A few weeks ago, Tim and I were planting up a mixed hedge of pretty-much full-size trees to replace a Leylandii hedge for a lovely couple in Benson. When the client was explaining the reason behind the job, Tim and I stood aghast; the hedge (belonging to the neighbouring property) had been removed without warning by developers who were building new houses in the field next door. Our client had literally walked out into his garden one morning to find he no longer had a 20ft hedge screening his garden from the neighbouring field.

Not only had the developers failed to mention that they were removing the hedge, they also seemed unconcerned by the mass exodus of wildlife which occurred once it had been removed. Fortunately, the client is very much a wildlife-friendly gardener and was already planning to increase his woodland planting area to accommodate his new visitors. Phew!

 

Staying warm in winter

With the noticeable drop in temperature, the time has come to don thermals for work, which must mean, winter is on the way! And the job in Benson got me thinking about how we prepare our gardens to better support wildlife to keep warm and well over winter. Autumn is the time for cutting back growth that is dying off on herbaceous perennials, in beds and borders. If the cold and wet weather put you off venturing into the garden, why not consider leaving the job of cutting back until the spring? This extra foliage can provide additional shelter for insects and small mammals like hedgehogs, who can find protection to hibernate here. If you find this too unsightly, consider tying up bundles of the stems you have removed and leaving them somewhere sheltered and hidden. Small mammals and ladybirds will take shelter in the stems over winter and will be ready and waiting to help you tackle any unwanted pests that arrive in spring.

 

Wonderful leaf mould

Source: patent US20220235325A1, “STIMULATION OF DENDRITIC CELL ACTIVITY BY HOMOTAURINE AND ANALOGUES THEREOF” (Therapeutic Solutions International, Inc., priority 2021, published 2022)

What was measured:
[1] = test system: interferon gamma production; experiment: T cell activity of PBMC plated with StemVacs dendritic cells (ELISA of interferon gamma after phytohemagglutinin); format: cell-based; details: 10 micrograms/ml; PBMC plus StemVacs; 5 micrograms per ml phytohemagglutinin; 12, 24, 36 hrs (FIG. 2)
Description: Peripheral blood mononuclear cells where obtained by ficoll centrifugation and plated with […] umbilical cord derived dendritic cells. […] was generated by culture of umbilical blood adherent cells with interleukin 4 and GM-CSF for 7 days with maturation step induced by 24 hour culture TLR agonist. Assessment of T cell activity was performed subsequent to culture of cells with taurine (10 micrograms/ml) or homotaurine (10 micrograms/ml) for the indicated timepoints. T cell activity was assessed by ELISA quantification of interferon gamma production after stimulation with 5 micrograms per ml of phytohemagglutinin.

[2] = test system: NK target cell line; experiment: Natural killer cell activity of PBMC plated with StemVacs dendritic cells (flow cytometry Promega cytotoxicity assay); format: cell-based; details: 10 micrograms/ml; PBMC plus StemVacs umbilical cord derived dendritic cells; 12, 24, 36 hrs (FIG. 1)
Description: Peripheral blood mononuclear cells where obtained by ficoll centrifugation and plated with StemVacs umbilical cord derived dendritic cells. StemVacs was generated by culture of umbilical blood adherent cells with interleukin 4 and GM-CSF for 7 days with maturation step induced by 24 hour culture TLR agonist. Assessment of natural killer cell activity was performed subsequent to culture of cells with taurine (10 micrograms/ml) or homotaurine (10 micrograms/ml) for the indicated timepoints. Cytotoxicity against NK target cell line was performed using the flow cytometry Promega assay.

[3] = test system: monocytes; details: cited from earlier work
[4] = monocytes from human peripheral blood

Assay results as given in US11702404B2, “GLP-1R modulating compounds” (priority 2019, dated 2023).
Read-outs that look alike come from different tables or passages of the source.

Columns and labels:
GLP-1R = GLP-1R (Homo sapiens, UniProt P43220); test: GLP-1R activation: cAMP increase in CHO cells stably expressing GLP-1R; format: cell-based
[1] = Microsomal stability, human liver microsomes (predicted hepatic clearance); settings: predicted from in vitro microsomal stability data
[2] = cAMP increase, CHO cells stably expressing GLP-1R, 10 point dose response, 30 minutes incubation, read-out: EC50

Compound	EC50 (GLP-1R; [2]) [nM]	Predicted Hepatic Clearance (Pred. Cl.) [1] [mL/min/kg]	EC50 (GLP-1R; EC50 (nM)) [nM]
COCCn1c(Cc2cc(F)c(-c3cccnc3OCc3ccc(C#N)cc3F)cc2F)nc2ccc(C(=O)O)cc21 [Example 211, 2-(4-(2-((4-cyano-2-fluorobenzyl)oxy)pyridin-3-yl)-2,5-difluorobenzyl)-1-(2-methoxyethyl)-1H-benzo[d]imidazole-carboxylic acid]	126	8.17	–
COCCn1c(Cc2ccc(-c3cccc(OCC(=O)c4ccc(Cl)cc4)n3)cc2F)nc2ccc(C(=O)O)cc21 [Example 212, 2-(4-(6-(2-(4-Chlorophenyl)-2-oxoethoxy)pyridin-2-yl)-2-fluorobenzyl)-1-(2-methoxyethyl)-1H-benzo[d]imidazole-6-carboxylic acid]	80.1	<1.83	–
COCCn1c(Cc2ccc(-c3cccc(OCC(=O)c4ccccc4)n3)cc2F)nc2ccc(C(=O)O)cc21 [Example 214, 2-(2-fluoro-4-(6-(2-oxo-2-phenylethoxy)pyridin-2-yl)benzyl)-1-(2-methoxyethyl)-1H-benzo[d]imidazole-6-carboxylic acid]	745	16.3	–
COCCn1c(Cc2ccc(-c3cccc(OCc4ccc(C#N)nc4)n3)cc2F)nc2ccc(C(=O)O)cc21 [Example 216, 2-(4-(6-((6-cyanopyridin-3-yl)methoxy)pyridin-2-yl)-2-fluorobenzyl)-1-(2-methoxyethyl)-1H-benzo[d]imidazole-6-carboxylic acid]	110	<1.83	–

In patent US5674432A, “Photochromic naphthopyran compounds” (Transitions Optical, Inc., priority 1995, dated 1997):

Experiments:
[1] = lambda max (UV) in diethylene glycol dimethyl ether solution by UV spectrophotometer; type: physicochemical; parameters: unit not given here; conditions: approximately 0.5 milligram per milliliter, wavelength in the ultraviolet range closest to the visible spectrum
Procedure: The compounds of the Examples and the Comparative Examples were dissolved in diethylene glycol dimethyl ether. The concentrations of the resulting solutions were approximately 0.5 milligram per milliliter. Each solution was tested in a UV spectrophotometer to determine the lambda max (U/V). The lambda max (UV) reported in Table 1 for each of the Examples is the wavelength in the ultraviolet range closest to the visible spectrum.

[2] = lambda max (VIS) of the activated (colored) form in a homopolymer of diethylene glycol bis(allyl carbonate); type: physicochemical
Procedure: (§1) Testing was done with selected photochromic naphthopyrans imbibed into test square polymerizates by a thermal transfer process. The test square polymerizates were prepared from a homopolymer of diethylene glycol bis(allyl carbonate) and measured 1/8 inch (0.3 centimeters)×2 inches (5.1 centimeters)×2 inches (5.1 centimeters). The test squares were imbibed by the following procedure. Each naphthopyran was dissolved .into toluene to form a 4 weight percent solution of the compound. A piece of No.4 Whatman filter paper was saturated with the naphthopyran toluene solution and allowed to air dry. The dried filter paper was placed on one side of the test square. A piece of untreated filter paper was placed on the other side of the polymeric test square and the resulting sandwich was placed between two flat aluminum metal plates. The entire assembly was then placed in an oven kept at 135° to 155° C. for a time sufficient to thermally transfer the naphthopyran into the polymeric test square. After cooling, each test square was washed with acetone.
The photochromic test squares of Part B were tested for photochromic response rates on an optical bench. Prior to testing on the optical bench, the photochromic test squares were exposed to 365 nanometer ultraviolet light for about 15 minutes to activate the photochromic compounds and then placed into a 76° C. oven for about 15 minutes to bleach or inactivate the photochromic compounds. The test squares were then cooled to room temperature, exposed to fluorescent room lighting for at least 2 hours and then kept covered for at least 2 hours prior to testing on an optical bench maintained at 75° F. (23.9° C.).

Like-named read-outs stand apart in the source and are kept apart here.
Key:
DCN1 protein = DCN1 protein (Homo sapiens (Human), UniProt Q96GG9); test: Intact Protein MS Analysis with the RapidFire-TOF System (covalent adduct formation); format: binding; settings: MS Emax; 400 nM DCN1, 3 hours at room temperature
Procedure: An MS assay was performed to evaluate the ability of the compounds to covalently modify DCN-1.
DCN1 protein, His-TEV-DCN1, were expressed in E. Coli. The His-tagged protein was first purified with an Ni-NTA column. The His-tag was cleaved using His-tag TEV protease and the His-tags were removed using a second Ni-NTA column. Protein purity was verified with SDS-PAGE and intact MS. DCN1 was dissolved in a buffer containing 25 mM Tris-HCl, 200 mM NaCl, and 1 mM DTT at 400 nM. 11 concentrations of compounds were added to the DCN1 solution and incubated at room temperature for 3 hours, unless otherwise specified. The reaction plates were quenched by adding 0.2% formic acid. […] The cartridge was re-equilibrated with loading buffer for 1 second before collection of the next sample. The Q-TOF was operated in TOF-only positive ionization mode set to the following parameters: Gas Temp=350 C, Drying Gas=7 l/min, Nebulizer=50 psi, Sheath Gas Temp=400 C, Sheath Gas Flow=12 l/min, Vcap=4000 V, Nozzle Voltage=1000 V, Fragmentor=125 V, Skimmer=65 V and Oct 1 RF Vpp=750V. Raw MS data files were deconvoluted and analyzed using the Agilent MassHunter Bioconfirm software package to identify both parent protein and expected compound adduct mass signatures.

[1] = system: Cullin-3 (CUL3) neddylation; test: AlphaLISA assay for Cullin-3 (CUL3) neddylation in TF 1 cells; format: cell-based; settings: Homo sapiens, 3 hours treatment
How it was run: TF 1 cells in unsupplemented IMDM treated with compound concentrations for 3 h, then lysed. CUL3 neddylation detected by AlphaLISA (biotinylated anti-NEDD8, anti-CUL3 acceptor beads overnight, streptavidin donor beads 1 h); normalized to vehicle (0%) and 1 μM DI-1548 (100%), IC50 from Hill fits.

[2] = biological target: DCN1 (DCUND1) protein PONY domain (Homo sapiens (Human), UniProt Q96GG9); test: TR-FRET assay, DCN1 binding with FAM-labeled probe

Gathering leaves into piles can generate leaf mould to add nourishment to beds next year. However, If you locate leaf piles around the bottom of shrubs and hedges, this directly benefits the plants (saves you a mulching job next year) and can also provide a safe place for hedgehogs, small mammals, amphibians and insects to over winter.
If you would rather invest in a winter residence for your spiny visitors, why not take a look at our lovely hedgehog igloo available in the Green Art shop (Insert link here).

Don’t forget the birds

Unlike many mammals who reduce their need for food over winter, birds need a good source of food over winter to survive. Now is the time to think about cleaning out those bird feeders, scrubbing and cleaning with a mild disinfectant helps to reduce the risk of the spread of disease. Last time we talked about harvesting apples and other fruit in our gardens. If you have a glut of fruit, why not consider freezing it and you will then have bird food to put out throughout the winter, which will help fruit loving birds like robins, blackbirds and thrushes.
You should also clean out bird boxes before winter sets in as they will then be ready for nesting in spring, you may also find that some birds will use them to roost in on cold nights.

Helpfully, you can also purchase a variety of traditional and contemporary bird tables and bird boxes in our shop here. https://greenart.co.uk/product-category/wildlife-garden/

 

Hibernating insects

The temptation at this time of year is to have a good cut back of plants like ivy. But, did you know that mature ivy can help provide a home for hibernating insects and its flowers provide nourishment to late flying pollinators and ivy berries provide food for birds in late winter? Yet another plant that it is worth holding off on pruning till the spring!

When I was doing a bit of research for this blog I found out that queen bees then hibernate in holes in banks or under long grass during winter. Something to be aware of if you are digging mulch into beds during autumn!

Wildlife in water

And last, but not least, I need to mention ponds as many of George’s designs, like this one here in Crowmarsh Gifford, feature water in some form or other.

For inhabited ponds, the biggest risk to the wildlife within is a full freeze of the surface. Floating a ball in the pond over winter can help reduce the risk of this happening. However, if your pond does freeze, the way to help defrost it is to hold a pan of boiling water onto the surface of the ice which will help melt a hole in it. And, if possible, leave logs stacked somewhere near your pond to provide a safe resting place for frogs and toads.

As you can see, the nice thing about being wildlife-considerate at this time of year is that it reduces your Autumn gardening workload a little which has to be a good thing! And the time you save, you could use to begin to get ahead for Christmas instead. The wildlife items I mentioned above, make great Christmas presents for friends and family too, why not take a look

https://greenart.co.uk/product-category/wildlife-garden/

That’s all for now folks! I’ll be back soon to talk about garden jobs for winter.

Warm regards,
Jenny

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From planning a wildlife garden, building hides, constructing ponds and streams, creating paths and planting trees and shrubs.